IAEA restricted in assessing Iran's nuclear programme
The lack of progress in clarifying the International Atomic Energy Agency's (IAEA's) questions concerning the correctness and completeness of Iran's safeguards declarations seriously affects the ability of the IAEA to provide assurance of the peaceful nature of the country's nuclear programme, IAEA Director General Rafael Mariano Grossi said today in his opening statement to the quarterly session of the IAEA Board of Governors.
Grossi addressing the IAEA Board of Governors today Image: D Calma/IAEA)
Grossi noted that up to 23 February this year the IAEA had verified and monitored the implementation by Iran of its nuclear-related commitments under the Joint Comprehensive Plan of Action (JCPoA). However, since then its verification and monitoring activities have been affected as a result of Iran's decision to stop the implementation of its nuclear-related commitments under the nuclear deal, including the Additional Protocol.
Speaking about Iran's response to the IAEA's request for information about four undeclared locations, he said: "Iran has provided no new information in relation to one location; has not answered any of the Agency's questions, nor provided any information in relation to two other locations; and provided a written statement on a fourth location without any substantiating documentation."
The presence of multiple uranium particles of anthropogenic origin at three locations in Iran not declared to the IAEA, as well as the presence of isotopically altered particles at one of these locations, is a clear indication that nuclear material and/or equipment contaminated by nuclear material has been present at these locations, Grossi noted.
"After many months, Iran has not provided the necessary explanation for the presence of the nuclear material particles at any of the three locations where the Agency has conducted complementary accesses. In the absence of such an explanation from Iran, I am deeply concerned that nuclear material has been present at the three undeclared locations in Iran and that the current locations of this nuclear material are not known by the Agency. Nor has Iran answered the questions with regard to the other undeclared location, or clarified the current location of natural uranium in the form of a metal disc.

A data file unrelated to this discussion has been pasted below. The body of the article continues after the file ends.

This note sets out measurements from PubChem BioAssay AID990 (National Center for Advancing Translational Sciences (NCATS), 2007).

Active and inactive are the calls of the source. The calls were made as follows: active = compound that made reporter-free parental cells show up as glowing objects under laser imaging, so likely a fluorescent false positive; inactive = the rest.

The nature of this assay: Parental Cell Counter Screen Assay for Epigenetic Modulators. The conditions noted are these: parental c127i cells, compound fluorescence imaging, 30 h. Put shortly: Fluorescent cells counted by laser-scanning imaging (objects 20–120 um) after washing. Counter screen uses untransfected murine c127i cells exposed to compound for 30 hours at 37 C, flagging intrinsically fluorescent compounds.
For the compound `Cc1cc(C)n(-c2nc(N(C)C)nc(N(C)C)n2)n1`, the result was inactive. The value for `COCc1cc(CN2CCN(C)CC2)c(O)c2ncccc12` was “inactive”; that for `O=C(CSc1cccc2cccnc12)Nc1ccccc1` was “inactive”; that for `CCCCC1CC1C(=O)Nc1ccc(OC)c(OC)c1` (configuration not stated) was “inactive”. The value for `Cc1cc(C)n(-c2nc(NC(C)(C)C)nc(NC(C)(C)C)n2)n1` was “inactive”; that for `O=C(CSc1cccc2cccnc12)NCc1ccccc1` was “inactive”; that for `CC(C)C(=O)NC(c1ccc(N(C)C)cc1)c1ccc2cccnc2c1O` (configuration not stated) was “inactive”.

Grossi said he is concerned that the technical discussions between the IAEA and Iran "have not yielded the expected results and of the consequent lack of progress in clarifying these safeguards issues".
"I reiterate the requirement for Iran to clarify and resolve these issues without further delay by providing information, documentation and answers to the Agency's questions," he told the board. "The lack of progress in clarifying the Agency's questions concerning the correctness and completeness of Iran's safeguards declarations seriously affects the ability of the Agency to provide assurance of the peaceful nature of Iran's nuclear programme."
In late May, Iran and the IAEA agreed to extend their 'temporary technical understanding' by one month, until 24 June.
North Korea concerns
Grossi also called for North Korea to comply with its obligations under Security Council resolutions and to cooperate with the IAEA. Since the board meeting in March, he noted that the duration of the continuous operation of a steam plant serving a radiochemical laboratory is consistent with the time required for a reprocessing campaign. The IAEA's inspectors were expelled from North Korea in 2009 but continue to monitor the country's nuclear programme using open source information, including satellite imagery.
North Korea's nuclear activities "remain a cause for serious concern", Grossi said. "The continuation of the DPRK's nuclear programme is a clear violation of relevant UN Security Council resolutions and is deeply regrettable."
Despite travel restrictions due to COVID-19, the IAEA performed all of its most critical verification work in 2020, and the number of in-field verification activities conducted was comparable to previous years. Grossi reminded the board that "inspections cannot be stopped and that public health measures are not incompatible with this indispensable activity".
Researched and written by World Nuclear News
- China Institute of Atomic Energy
- Nuclear Power Institute of China
- Southwestern Institute of Physics
- China Nuclear Power Operation Technology Corporation, Ltd.
- China Nuclear Power Engineering Co., Ltd.
- China Institute for Radiation Protection
- Beijing Research Institute of Uranium Geology (BRIUG)
- China Institute of Nuclear Industry Strategy (CINIS)
- China Nuclear Mining Science and Technology Corporation